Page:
Despite everything,
In spite of all of the cuts already made…
You believed.

*Resurrectionists exhumed bodies from fresh graves, then sold those corpses to local anatomists for dissection during the 18th and 19th centuries. They were also known as body snatchers. 

What Is Left

Submarine hatch
“What are you doing to me?” he asked sharply. 

I shoved a pair of new pajamas into the drawer and closed it, turning around to face him.

He sat on the edge of the bed. A once tall and proud man, he was now withered and shrunken. His eyes accused me. Of what, he was no longer certain, but he was absolutely sure I was guilty.

He was right.

“This isn’t a cruise ship is it?” I shook my head. “I lost my wallet and haven’t got any money.” The anger in his voice was replaced by fear.

I patted his hand reassuringly. “It’s rehab, hon. You’ll be back home before you know it.” The lie burned my throat as I said it but it mollified him for the moment.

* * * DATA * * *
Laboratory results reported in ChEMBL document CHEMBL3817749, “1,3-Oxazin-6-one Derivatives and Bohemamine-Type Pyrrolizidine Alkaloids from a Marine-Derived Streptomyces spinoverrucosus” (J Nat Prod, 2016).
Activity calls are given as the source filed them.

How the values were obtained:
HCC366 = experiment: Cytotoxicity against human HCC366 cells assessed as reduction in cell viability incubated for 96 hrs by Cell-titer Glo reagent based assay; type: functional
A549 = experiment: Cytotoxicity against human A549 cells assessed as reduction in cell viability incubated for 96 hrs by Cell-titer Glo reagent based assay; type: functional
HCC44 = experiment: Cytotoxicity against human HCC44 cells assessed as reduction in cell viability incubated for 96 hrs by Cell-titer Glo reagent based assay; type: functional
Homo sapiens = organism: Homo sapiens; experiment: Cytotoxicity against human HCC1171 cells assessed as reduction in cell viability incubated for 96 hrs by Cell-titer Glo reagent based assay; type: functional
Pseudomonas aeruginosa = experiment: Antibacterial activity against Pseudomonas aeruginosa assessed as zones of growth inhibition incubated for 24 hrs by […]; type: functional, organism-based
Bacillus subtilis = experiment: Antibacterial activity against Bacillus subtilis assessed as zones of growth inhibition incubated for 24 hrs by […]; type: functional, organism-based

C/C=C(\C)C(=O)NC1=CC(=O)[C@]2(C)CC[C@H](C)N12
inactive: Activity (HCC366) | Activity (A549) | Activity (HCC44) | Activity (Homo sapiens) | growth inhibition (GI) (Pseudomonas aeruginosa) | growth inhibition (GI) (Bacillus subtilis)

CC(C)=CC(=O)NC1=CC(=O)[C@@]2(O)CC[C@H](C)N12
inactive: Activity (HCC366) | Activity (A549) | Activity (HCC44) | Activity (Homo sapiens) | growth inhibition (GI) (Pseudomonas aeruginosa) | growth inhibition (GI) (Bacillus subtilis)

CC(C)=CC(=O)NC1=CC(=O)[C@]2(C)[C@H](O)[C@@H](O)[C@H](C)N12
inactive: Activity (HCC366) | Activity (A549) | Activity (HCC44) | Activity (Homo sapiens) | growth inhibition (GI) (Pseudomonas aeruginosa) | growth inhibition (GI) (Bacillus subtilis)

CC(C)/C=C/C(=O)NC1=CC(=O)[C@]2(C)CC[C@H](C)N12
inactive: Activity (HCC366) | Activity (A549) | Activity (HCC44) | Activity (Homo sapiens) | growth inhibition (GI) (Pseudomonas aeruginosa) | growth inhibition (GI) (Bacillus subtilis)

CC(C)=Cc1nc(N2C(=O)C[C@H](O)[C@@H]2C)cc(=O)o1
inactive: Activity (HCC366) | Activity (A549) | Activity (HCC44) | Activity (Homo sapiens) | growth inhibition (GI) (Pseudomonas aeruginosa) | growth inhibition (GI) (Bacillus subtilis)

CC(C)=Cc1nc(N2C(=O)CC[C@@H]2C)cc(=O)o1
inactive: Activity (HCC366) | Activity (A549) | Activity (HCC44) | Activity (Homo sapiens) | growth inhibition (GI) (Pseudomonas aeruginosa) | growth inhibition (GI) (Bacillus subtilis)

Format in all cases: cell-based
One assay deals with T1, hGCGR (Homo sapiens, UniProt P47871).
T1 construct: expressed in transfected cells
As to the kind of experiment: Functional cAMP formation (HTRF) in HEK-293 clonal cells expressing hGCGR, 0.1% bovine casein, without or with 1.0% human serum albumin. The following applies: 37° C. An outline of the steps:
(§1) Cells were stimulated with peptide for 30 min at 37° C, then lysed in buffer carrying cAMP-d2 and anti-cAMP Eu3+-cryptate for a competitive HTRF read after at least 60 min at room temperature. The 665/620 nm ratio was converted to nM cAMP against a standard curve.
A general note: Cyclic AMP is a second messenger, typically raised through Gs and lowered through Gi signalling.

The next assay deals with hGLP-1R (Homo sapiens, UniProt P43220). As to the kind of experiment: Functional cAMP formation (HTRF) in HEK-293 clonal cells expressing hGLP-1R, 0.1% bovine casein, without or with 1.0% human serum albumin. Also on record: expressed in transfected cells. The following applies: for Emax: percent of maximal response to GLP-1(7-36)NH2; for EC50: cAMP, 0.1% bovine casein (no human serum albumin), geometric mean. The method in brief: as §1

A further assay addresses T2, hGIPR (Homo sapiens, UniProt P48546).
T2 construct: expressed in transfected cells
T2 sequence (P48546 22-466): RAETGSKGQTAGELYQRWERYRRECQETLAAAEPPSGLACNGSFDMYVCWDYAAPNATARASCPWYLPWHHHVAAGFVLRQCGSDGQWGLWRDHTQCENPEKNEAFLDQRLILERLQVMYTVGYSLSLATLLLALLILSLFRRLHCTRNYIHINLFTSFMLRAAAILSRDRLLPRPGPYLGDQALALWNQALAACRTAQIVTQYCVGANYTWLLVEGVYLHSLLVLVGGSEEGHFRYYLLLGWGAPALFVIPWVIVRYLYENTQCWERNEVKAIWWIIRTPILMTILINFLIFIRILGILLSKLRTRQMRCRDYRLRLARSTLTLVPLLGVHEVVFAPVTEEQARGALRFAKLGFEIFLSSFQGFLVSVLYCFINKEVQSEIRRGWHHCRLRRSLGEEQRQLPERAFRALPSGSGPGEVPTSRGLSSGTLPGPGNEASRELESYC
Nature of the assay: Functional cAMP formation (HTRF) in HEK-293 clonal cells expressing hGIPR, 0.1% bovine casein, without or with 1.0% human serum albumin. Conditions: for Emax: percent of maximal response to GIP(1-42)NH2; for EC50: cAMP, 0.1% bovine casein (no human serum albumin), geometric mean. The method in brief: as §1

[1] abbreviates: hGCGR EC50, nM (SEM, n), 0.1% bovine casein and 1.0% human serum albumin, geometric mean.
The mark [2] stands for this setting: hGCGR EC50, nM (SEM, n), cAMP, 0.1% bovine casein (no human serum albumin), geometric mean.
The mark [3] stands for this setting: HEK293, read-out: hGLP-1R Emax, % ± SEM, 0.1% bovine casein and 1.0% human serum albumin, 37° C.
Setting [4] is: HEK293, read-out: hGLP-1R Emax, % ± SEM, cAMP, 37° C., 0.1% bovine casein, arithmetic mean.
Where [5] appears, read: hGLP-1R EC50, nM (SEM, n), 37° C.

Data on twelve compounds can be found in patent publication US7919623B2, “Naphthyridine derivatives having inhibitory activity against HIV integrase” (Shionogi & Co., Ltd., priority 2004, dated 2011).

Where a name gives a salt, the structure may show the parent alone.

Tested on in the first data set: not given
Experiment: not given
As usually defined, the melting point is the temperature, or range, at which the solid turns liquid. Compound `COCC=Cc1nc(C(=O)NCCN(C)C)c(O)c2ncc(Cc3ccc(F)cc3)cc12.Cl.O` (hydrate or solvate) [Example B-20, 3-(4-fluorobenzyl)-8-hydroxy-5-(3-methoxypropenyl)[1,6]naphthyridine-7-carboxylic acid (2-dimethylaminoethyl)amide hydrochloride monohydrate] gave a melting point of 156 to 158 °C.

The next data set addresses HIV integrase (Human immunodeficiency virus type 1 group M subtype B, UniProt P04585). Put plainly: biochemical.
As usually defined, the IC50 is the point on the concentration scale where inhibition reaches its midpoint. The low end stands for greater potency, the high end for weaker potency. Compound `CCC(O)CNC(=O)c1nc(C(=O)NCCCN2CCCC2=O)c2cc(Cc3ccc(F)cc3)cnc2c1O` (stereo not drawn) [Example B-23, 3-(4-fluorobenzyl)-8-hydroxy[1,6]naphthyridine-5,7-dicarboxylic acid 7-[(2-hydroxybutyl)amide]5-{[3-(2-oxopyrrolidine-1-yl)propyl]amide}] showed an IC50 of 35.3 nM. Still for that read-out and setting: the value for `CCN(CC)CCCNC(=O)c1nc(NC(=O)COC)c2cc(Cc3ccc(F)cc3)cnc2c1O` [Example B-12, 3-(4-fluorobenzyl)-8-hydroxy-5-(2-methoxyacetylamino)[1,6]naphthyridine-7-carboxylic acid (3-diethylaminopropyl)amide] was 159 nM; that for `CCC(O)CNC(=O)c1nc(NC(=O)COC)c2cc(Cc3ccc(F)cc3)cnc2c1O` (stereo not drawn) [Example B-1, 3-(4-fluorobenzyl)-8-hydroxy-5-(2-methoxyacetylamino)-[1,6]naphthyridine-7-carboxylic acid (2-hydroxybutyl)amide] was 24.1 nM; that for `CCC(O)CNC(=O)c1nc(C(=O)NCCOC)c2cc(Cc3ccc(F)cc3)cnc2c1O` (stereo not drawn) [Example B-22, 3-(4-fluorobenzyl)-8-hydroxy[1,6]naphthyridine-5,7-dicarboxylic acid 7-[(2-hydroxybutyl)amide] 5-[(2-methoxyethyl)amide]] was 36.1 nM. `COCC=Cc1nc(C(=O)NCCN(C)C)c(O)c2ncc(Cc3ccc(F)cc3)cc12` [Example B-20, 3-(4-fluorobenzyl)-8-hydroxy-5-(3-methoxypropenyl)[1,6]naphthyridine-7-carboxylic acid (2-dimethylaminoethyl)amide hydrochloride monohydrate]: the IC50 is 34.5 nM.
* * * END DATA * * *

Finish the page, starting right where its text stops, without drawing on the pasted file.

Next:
The roommate sat across the room watching our exchange silently from his wheelchair, wrapped in a plaid robe with white socks pulled up to his knees. His grizzly, stubbled face showed no sign of recognition or understanding but his eyes followed me suspiciously about the room. 

“I’ll see you tomorrow.” I bent low, kissing the wrinkled forehead, and squeezing his hand. He smiled weakly. 

I’d loved him. Once. 

Now someone else was living in this body of his. There was distance between us that stretched much father than the few inches apparent to the casual observer. I felt nothing for this interloper, but still there were social expectations that had to be met, guilt that must be assuaged.

How often must I visit him to keep from being ostracized by friends and family?

Somehow I deserved this, I had no doubt, but he did not.

I understood now, I realized, as I walked down the corridor for the hundredth time. This must have been how Prometheus felt.